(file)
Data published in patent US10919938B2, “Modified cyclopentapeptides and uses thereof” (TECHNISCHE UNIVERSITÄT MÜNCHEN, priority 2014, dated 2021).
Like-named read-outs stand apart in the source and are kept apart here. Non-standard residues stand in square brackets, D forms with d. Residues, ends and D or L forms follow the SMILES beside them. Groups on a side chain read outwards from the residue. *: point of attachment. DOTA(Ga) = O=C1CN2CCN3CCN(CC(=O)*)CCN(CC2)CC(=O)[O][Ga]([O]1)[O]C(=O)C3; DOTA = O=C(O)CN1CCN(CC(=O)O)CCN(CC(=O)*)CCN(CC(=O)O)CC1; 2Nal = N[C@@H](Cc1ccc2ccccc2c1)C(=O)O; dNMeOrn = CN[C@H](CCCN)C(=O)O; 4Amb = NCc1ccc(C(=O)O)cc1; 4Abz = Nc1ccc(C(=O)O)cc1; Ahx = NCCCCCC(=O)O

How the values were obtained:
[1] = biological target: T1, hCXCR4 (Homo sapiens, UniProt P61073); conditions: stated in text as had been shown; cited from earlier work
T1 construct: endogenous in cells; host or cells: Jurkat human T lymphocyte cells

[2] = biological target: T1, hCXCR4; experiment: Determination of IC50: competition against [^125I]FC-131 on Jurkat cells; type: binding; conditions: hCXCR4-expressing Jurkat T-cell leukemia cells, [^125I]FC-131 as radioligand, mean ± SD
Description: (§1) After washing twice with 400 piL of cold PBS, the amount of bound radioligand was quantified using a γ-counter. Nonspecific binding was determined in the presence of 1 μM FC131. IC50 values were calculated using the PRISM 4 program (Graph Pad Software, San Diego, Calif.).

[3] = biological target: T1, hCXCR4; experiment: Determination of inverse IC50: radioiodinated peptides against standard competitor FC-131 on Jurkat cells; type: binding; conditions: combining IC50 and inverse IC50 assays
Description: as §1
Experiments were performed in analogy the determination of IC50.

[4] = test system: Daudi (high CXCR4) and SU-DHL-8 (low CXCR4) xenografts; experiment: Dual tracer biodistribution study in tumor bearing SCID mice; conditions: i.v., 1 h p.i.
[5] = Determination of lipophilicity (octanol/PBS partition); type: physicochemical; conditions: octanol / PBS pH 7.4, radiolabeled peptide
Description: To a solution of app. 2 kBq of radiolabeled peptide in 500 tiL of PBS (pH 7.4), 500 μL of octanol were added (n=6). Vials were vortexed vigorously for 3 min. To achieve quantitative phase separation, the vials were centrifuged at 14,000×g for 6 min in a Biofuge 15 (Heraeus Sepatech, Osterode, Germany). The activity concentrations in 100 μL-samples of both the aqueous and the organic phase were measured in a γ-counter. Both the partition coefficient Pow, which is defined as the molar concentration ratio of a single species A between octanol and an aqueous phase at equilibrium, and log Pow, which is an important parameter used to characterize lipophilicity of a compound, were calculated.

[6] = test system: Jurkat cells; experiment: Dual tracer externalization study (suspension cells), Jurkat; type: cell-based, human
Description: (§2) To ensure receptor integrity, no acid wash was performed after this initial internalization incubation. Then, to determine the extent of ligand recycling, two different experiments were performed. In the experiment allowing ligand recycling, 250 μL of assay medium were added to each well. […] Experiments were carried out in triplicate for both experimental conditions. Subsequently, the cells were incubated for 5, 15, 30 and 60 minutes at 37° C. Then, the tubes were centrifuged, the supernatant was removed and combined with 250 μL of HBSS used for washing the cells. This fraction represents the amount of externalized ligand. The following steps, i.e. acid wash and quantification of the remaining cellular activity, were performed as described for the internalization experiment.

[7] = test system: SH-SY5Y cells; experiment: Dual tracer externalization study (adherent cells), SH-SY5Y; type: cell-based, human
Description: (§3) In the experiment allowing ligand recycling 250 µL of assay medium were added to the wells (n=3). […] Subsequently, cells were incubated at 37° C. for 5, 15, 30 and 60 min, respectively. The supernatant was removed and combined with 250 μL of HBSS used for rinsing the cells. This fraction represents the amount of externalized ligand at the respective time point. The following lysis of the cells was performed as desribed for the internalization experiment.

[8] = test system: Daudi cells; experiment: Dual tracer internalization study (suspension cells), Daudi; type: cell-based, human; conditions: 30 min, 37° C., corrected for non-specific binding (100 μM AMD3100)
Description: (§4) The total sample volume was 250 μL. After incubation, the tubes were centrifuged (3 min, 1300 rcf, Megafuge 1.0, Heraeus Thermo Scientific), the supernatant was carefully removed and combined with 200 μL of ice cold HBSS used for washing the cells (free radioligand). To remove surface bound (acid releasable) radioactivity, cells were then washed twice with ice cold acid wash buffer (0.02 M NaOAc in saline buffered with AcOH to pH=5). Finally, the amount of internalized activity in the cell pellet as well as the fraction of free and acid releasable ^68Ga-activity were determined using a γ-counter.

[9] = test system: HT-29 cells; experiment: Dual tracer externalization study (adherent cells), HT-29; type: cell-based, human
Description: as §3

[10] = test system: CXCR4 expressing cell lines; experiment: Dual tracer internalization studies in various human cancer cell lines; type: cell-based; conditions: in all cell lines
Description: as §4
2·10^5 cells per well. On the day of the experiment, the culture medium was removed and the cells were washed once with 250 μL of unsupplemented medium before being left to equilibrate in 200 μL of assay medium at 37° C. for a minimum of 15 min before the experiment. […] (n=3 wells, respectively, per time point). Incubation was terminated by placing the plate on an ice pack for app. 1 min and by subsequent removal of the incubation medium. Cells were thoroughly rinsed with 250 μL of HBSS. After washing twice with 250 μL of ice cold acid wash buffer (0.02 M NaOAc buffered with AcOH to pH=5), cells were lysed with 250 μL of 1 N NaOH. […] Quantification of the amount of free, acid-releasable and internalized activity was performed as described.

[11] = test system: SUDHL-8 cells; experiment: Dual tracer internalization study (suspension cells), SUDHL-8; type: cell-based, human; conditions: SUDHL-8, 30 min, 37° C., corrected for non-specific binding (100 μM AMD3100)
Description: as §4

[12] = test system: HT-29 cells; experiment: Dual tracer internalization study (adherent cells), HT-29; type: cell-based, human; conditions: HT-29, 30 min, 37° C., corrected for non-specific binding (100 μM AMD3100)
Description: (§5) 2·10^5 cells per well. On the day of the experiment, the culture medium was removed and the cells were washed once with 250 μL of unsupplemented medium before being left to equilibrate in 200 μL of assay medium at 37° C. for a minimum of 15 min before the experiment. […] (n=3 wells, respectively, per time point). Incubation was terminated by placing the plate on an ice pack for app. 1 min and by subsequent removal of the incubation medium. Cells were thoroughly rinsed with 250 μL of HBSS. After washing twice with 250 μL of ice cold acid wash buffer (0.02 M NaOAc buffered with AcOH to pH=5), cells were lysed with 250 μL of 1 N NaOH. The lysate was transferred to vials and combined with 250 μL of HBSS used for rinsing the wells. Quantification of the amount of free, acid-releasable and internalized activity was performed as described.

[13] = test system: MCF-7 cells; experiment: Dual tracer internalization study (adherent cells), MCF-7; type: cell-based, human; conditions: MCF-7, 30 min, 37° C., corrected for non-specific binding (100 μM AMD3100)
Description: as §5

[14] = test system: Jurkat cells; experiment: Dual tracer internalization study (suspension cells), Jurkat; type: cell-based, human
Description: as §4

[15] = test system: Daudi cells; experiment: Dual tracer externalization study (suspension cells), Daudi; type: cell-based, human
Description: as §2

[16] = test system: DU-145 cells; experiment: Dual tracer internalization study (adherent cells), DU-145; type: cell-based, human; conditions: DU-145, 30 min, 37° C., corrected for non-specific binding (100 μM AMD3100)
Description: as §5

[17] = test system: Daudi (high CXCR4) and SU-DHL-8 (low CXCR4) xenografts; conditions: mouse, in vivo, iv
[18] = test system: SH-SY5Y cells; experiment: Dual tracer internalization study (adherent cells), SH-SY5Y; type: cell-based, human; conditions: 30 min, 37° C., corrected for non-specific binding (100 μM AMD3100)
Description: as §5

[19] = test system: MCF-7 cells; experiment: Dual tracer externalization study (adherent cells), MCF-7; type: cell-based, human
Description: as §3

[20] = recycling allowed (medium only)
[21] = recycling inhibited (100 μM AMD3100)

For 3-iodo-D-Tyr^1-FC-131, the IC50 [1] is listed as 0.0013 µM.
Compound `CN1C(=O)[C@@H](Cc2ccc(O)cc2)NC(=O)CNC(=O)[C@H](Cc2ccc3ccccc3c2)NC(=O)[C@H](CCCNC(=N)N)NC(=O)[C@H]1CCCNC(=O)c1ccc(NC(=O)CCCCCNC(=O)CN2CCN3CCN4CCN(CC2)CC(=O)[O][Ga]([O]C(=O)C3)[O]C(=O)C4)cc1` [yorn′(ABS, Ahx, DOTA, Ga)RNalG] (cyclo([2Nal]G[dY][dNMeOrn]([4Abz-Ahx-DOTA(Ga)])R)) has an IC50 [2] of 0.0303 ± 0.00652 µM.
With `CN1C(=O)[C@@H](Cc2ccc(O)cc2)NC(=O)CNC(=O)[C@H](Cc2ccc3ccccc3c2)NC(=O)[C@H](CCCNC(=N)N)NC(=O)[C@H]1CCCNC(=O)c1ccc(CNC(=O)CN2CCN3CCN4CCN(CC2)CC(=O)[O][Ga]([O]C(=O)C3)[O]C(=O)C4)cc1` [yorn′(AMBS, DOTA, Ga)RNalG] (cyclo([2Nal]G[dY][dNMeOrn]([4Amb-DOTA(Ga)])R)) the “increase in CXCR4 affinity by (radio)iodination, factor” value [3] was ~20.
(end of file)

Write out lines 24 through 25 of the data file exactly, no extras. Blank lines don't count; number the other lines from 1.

2·10^5 cells per well. On the day of the experiment, the culture medium was removed and the cells were washed once with 250 μL of unsupplemented medium before being left to equilibrate in 200 μL of assay medium at 37° C. for a minimum of 15 min before the experiment. […] (n=3 wells, respectively, per time point). Incubation was terminated by placing the plate on an ice pack for app. 1 min and by subsequent removal of the incubation medium. Cells were thoroughly rinsed with 250 μL of HBSS. After washing twice with 250 μL of ice cold acid wash buffer (0.02 M NaOAc buffered with AcOH to pH=5), cells were lysed with 250 μL of 1 N NaOH. […] Quantification of the amount of free, acid-releasable and internalized activity was performed as described.

[11] = test system: SUDHL-8 cells; experiment: Dual tracer internalization study (suspension cells), SUDHL-8; type: cell-based, human; conditions: SUDHL-8, 30 min, 37° C., corrected for non-specific binding (100 μM AMD3100)